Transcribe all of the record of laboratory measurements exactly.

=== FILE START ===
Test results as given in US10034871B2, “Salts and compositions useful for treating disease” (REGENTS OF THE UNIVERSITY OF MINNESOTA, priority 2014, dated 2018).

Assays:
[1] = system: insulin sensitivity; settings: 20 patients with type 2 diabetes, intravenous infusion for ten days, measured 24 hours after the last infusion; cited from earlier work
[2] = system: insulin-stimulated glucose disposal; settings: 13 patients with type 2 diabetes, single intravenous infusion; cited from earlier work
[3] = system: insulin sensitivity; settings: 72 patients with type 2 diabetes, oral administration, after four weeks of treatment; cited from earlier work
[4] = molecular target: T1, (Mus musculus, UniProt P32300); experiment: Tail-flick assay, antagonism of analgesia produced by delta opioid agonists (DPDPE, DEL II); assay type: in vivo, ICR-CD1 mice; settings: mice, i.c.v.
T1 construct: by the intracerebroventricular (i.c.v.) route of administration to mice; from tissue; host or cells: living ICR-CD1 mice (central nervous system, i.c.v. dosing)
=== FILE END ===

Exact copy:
Test results as given in US10034871B2, “Salts and compositions useful for treating disease” (REGENTS OF THE UNIVERSITY OF MINNESOTA, priority 2014, dated 2018).

Assays:
[1] = system: insulin sensitivity; settings: 20 patients with type 2 diabetes, intravenous infusion for ten days, measured 24 hours after the last infusion; cited from earlier work
[2] = system: insulin-stimulated glucose disposal; settings: 13 patients with type 2 diabetes, single intravenous infusion; cited from earlier work
[3] = system: insulin sensitivity; settings: 72 patients with type 2 diabetes, oral administration, after four weeks of treatment; cited from earlier work
[4] = molecular target: T1, (Mus musculus, UniProt P32300); experiment: Tail-flick assay, antagonism of analgesia produced by delta opioid agonists (DPDPE, DEL II); assay type: in vivo, ICR-CD1 mice; settings: mice, i.c.v.
T1 construct: by the intracerebroventricular (i.c.v.) route of administration to mice; from tissue; host or cells: living ICR-CD1 mice (central nervous system, i.c.v. dosing)